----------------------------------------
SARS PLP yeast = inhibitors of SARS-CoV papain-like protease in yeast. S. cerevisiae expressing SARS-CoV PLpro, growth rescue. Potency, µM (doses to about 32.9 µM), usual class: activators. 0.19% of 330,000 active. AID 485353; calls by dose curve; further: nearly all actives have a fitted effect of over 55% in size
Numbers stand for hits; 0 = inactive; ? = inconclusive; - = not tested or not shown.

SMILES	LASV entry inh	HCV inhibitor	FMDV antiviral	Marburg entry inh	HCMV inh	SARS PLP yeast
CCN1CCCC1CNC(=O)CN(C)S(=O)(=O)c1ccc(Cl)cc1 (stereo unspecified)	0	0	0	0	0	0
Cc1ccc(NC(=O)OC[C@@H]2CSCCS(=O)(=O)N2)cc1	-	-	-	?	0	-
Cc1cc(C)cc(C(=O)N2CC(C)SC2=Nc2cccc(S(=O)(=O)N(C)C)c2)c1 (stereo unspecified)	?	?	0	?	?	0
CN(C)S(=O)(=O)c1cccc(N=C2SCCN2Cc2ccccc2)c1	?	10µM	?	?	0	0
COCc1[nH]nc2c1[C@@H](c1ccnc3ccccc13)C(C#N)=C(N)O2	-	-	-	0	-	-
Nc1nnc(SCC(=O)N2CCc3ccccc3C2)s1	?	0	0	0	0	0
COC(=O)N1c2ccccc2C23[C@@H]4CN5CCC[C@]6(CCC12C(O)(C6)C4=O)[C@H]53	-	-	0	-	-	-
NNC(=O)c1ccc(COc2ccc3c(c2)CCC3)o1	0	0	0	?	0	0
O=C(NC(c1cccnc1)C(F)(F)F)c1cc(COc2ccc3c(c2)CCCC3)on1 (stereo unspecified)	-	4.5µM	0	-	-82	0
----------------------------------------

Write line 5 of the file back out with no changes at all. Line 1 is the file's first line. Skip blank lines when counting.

Cc1ccc(NC(=O)OC[C@@H]2CSCCS(=O)(=O)N2)cc1	-	-	-	?	0	-